Apple is set to roll out some big improvements to its Siri voice assistant, according to an analyst’s research published Tuesday. Gene Munster, the managing partner at the venture capital firm Loup Ventures and a long-time follower of the company, listed a number of predictions for the upcoming Worldwide Developers Conference in San Jose, California, scheduled for June 4 at 10 a.m. Pacific time.
The company’s annual show has transformed from a simple developer meetup to a regular announcement of major software updates. Apple has consistently unveiled new versions of iOS and macOS at the keynote speech on the first day of the conference, usually followed by beta versions for developers to get to grips with the new changes. Munster’s blog entry predicts this pattern to continue with previews of iOS 12 and an as-yet-unnamed macOS.
Apple has a strong track record of keeping software releases a secret, unlike hardware launches that see spy shots regularly leak from the supply chain. While rumors point to a number of new features like dark mode and improved Animoji, there’s a good chance of some surprises along the way — the announcement of the Swift programming language at the 2014 show, for example, came as a complete shock to the development community.
Here’s what Munster thinks could be revealed:
It’s no secret that the voice-activated Siri assistant pales in comparison to Google Assistant and Amazon Alexa. Munster’s research found Siri was able to answer 75 percent of the team’s 800 questions in a December 2017 test, a marked improvement to the 66 percent reported in April 2017 but a big gap from the estimated 85 percent from Google Assistant.
New areas of functionality for Siri could improve its capabilities. Munster highlights how adding support for navigation and emails on the HomePod would help bring it to the level of an Assistant-powered device like Google Home. Another area where Siri can improve is with integration into the Spotlight A.I.-powered search. A.I. is another area where Apple can improve.
Munster also predicts that Apple will utilize the Beats branding to unveil a cheaper smart speaker. A Siri-powered Beats speaker retailing for $250 would undercut the $349 HomePod that launched earlier this year by a significant margin, but it would help resolve the issue that the HomePod as it stands today costs about triple the price of its competitors.
Apple’s A.I. efforts are taking an interesting direction. The “Core ML” developer toolset introduced at last year’s conference brought machine learning to the phone, leveraging the power of Apple’s latest smartphone processors to provide smart information without using an internet connection. Borui Wang, the CEO of Polarr and developer of the app Album Plus, told Inverse in November 2017 that he foresees “offline A.I.” as “the new buzzword for the next decade.”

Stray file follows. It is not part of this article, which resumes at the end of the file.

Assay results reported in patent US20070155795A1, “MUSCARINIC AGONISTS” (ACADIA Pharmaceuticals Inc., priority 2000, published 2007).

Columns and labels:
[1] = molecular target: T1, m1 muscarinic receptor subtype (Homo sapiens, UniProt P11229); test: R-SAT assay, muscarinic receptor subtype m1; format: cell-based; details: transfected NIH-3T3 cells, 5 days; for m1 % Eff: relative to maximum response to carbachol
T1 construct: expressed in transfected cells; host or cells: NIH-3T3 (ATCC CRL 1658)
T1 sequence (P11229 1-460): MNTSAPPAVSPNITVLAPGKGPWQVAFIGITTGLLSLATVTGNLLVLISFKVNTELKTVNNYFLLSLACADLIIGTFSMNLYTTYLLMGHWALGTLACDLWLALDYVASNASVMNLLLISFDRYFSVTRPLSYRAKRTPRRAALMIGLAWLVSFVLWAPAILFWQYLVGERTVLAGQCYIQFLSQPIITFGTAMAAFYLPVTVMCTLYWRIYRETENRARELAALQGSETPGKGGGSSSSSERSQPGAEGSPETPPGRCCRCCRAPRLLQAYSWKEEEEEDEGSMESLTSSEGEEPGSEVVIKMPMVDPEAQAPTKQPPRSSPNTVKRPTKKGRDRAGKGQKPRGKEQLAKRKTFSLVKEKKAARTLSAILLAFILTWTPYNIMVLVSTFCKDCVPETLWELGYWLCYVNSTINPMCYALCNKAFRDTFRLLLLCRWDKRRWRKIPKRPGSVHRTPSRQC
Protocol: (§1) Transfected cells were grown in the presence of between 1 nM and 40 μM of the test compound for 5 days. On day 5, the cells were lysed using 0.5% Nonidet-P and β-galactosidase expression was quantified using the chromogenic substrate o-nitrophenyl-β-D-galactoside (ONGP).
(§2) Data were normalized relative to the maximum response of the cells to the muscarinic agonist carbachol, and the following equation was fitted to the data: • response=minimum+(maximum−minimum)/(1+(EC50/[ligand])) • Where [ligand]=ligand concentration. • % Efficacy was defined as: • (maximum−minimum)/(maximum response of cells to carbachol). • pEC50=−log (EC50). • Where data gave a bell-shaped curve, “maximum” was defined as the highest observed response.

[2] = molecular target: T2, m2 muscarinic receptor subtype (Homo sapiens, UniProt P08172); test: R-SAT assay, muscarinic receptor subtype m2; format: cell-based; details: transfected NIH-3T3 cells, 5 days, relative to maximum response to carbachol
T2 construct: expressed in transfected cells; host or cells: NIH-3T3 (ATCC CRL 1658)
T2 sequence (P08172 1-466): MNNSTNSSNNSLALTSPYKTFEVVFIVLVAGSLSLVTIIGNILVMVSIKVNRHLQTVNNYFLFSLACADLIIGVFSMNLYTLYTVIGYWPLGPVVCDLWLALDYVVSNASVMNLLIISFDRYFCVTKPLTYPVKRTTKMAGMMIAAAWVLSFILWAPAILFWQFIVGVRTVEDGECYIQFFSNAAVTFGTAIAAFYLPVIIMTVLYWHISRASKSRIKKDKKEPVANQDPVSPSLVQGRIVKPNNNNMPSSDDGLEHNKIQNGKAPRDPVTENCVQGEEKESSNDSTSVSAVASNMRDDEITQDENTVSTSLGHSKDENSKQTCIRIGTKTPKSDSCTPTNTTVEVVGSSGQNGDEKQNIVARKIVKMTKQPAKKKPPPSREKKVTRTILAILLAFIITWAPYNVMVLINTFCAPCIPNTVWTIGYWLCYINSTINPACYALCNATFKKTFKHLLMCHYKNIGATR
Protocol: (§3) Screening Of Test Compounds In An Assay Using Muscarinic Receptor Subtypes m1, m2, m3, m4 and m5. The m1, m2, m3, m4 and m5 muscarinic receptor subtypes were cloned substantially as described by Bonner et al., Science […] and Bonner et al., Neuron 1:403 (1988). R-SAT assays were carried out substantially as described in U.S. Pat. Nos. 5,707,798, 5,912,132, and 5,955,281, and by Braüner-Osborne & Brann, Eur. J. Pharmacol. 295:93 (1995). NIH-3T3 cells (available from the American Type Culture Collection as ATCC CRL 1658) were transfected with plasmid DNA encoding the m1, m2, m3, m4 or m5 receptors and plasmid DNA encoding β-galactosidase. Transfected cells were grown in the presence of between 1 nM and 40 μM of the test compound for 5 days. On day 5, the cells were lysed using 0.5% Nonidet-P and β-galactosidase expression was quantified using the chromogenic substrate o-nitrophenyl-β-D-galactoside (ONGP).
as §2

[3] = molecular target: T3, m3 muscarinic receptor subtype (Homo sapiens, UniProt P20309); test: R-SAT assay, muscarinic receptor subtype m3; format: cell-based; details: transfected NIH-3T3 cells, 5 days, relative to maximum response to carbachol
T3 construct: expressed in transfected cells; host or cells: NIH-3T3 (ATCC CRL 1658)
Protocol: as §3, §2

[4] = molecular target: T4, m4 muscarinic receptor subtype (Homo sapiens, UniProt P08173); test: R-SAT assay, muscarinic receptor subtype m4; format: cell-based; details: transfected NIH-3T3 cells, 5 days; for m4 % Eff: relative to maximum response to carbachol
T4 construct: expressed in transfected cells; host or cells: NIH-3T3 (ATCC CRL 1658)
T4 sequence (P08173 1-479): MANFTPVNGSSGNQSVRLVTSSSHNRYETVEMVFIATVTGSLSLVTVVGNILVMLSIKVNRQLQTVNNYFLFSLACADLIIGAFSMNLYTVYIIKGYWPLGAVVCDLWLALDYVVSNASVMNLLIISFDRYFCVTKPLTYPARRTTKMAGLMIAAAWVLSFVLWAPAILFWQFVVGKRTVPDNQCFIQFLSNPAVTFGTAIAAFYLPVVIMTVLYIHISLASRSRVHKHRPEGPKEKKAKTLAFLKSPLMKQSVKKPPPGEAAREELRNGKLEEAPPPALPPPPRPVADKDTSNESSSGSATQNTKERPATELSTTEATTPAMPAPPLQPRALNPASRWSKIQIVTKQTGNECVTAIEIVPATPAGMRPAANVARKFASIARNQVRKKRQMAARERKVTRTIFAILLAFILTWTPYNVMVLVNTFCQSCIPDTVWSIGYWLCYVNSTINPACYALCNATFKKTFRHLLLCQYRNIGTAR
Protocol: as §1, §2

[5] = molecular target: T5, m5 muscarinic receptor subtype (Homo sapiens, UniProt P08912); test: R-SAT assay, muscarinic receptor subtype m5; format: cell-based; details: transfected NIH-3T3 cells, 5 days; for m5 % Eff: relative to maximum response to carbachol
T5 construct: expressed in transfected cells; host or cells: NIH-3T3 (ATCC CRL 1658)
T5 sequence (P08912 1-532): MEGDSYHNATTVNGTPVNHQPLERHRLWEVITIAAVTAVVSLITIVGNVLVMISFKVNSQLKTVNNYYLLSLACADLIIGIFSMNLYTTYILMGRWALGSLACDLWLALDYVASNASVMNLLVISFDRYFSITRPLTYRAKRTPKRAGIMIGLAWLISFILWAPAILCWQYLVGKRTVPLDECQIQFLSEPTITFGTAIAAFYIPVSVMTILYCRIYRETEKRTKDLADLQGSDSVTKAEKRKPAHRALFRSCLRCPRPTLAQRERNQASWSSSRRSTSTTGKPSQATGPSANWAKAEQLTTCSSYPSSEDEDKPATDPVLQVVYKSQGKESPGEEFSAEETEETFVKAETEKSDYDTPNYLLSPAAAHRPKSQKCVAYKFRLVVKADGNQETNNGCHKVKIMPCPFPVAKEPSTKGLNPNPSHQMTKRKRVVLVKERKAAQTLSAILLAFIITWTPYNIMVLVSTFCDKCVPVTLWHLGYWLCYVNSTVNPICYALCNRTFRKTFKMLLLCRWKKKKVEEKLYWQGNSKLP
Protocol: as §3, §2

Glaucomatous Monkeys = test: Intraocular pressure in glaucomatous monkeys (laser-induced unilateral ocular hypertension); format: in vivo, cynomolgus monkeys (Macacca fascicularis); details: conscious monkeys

Munster sees big improvements to “Core ML” on the way. While it currently covers 15 areas of speciality, including real-time image recognition and machine translation, Munster expects this list to expand further with this year’s software releases.
Apple unveiled its “ARKit” set of developer tools at last year’s conference, enabling iOS 11 users to install a variety of augmented reality apps like an Ikea room planner and a guide to the stars. But while CEO Tim Cook has said the possibilities make him so excited he wants to “yell out and scream,” it seems developers aren’t screaming just yet.
“The use cases of AR to date have lagged our expectations, due to a lack of reliable hardware and software to enable developers to build compelling AR experiences,” Munster wrote. “We expect Apple to announce subtle new developer tools to improve the AR development process and ultimately yield more compelling AR applications.”
Reports over the last few months have suggested Apple is laying the groundwork for a standalone augmented reality headset, currently codenamed “T288,” which could bring these efforts to a whole new form factor:
Munster expects Apple to continue on its pro-privacy message, introducing more features that alert users about how their data is being used. The issue has taken on new-found importance in the wake of the Facebook and Cambridge Analytica scandal. Bill Gribbons, director of the Information Design and Corporate Communication program at Bentley University, told Inverse last month that “unless we address it as an industry-wide problem, this is going to happen over and over again.” Apple recently introduced new alerts for privacy in Mac and iPhone software, and it could continue to answer this call for stronger measures.
Munster also expects new tools to work through “digital anxiety” and reduce screen time, which could help some users achieve a better phone-life balance.